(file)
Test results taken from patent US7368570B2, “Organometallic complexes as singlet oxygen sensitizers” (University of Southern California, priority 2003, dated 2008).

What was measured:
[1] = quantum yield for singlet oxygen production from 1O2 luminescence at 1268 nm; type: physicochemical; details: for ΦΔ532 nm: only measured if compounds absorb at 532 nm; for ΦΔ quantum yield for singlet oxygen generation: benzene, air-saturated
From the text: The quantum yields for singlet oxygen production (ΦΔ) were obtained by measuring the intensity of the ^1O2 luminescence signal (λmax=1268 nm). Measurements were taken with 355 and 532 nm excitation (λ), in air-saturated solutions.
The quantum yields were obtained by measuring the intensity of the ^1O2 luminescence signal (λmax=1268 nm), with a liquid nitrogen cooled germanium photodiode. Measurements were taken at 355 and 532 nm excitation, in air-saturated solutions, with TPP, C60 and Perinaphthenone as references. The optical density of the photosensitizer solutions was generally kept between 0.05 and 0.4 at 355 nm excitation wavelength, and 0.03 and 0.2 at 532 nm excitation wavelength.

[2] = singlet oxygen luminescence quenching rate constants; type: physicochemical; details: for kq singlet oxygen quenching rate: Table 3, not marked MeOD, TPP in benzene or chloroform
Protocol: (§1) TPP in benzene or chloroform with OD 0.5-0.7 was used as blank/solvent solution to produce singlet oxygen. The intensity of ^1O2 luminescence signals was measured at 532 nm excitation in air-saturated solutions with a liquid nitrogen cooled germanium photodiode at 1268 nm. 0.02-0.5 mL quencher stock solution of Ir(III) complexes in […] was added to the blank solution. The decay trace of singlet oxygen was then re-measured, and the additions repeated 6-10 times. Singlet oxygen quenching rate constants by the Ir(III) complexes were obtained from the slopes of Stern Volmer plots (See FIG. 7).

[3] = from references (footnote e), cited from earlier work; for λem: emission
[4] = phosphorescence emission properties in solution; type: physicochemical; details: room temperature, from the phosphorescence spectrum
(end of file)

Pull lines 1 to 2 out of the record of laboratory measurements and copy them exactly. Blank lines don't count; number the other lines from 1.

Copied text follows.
Test results taken from patent US7368570B2, “Organometallic complexes as singlet oxygen sensitizers” (University of Southern California, priority 2003, dated 2008).

What was measured: